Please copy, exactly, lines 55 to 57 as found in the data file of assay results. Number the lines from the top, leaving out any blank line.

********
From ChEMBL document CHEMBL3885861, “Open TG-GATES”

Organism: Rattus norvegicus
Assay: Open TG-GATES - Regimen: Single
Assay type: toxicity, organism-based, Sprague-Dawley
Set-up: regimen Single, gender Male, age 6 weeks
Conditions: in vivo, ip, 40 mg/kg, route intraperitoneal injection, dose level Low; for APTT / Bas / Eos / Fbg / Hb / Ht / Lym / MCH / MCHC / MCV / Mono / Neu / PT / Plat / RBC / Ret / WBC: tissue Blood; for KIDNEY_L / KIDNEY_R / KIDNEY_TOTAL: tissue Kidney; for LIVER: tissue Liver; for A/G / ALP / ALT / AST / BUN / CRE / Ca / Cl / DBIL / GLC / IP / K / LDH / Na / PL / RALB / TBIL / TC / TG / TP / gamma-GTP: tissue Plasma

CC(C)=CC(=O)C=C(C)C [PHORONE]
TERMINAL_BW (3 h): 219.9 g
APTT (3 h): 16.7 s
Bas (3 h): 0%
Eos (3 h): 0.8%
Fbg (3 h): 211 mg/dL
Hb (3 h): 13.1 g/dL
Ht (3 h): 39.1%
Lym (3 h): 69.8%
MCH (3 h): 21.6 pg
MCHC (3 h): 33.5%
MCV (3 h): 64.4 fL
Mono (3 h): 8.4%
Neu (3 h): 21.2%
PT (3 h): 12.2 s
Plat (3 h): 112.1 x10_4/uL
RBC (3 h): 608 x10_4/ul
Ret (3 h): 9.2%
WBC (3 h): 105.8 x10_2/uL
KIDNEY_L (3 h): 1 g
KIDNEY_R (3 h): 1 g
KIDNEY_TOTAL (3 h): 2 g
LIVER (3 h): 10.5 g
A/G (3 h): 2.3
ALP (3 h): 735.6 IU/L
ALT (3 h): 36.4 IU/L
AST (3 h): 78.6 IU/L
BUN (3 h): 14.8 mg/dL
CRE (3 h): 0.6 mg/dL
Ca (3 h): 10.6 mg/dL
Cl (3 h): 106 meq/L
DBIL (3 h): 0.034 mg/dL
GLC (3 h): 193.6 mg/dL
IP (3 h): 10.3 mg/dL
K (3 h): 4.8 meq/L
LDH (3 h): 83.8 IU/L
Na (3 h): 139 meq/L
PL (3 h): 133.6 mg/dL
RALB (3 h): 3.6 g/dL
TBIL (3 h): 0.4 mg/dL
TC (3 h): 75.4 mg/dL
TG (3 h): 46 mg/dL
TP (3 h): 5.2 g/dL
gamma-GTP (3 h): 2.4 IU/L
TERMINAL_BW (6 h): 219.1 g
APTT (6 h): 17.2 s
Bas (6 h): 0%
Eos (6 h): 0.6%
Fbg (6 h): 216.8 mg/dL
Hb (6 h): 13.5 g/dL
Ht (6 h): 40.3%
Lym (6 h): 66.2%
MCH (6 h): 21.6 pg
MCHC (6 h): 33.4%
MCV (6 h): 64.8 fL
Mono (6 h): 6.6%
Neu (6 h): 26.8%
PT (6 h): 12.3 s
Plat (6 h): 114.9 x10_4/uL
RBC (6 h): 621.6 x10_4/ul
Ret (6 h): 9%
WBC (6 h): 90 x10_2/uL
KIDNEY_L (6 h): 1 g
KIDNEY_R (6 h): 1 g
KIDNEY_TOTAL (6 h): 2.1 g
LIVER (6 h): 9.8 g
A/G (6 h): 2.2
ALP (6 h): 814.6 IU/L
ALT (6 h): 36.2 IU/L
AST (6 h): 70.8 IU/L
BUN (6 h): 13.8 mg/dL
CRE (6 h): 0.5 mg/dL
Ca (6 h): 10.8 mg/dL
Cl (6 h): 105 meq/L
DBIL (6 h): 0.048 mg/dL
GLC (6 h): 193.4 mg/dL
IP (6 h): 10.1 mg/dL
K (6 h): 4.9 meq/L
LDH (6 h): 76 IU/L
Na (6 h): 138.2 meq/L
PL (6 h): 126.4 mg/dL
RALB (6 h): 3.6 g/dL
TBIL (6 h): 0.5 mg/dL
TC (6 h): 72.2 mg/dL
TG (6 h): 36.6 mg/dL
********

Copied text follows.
Fbg (6 h): 216.8 mg/dL
Hb (6 h): 13.5 g/dL
Ht (6 h): 40.3%